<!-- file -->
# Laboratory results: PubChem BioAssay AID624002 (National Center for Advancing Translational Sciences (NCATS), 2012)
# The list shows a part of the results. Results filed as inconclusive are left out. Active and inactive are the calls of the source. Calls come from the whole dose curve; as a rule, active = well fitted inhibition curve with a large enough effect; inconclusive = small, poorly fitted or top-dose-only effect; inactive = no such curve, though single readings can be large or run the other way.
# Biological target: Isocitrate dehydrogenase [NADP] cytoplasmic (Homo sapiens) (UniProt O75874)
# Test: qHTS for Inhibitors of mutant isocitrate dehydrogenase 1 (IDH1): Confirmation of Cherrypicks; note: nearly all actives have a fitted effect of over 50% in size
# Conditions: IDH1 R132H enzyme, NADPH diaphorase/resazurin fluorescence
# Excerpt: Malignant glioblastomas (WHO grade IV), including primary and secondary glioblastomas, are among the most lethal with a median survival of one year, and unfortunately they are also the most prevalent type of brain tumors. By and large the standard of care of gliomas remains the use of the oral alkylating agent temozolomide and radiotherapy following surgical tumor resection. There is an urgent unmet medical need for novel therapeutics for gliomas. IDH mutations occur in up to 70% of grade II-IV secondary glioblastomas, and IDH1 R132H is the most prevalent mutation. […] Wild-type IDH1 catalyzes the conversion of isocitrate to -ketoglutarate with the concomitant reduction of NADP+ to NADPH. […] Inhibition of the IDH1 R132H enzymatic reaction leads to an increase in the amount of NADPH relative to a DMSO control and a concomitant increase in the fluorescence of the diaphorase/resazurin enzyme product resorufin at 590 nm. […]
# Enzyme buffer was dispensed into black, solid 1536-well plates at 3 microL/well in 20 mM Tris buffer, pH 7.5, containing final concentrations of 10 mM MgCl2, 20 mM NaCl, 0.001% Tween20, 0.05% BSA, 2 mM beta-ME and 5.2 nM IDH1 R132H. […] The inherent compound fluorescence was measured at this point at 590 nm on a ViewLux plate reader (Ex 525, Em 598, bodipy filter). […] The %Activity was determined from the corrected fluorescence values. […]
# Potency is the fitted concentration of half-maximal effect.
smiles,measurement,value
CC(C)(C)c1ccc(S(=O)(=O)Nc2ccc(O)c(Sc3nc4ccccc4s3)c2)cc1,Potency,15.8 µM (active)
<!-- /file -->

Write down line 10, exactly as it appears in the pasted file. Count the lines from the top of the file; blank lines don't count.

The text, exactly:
CC(C)(C)c1ccc(S(=O)(=O)Nc2ccc(O)c(Sc3nc4ccccc4s3)c2)cc1,Potency,15.8 µM (active)